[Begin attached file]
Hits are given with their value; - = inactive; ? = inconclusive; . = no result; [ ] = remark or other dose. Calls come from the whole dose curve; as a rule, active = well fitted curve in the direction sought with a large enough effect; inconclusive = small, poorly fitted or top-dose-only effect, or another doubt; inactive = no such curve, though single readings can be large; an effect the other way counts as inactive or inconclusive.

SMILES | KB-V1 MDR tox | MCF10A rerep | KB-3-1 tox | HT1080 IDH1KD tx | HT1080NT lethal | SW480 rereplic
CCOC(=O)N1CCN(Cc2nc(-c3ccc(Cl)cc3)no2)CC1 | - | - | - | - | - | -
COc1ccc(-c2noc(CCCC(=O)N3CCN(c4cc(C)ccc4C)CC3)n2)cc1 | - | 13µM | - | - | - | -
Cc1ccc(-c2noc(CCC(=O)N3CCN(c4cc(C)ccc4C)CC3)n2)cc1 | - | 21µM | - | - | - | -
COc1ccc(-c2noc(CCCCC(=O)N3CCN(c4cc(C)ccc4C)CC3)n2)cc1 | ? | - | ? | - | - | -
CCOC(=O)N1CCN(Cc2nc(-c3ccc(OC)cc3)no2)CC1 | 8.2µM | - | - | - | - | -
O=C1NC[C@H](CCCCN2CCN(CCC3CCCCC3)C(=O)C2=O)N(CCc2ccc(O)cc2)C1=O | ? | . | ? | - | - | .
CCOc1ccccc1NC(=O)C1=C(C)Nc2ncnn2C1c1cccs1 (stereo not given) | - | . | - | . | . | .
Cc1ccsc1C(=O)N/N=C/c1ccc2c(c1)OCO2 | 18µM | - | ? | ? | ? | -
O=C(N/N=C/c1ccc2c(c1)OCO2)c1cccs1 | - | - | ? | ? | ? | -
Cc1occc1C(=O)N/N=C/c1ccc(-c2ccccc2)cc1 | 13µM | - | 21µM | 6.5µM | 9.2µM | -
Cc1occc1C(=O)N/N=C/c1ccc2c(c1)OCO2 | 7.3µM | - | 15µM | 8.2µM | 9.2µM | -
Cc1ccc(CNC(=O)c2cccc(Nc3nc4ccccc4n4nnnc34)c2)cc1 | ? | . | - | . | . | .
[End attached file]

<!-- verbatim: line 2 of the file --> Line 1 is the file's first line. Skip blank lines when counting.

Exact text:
SMILES | KB-V1 MDR tox | MCF10A rerep | KB-3-1 tox | HT1080 IDH1KD tx | HT1080NT lethal | SW480 rereplic